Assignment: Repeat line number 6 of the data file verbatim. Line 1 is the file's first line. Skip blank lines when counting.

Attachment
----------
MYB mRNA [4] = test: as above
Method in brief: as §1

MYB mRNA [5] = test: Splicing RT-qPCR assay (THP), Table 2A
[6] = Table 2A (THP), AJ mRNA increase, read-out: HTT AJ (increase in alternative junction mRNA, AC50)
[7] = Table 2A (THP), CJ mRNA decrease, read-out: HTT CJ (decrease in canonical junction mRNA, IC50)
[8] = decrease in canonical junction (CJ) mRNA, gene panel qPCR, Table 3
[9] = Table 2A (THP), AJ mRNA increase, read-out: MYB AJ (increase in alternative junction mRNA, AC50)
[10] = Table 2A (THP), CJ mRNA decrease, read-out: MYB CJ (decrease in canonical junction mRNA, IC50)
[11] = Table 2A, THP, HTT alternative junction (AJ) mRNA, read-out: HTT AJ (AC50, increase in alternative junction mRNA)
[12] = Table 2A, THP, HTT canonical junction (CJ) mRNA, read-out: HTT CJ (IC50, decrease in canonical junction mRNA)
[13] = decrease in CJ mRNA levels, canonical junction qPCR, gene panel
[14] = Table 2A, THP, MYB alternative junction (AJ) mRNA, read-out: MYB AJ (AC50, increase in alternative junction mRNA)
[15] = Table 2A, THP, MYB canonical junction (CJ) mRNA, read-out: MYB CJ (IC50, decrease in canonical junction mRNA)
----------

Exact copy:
[8] = decrease in canonical junction (CJ) mRNA, gene panel qPCR, Table 3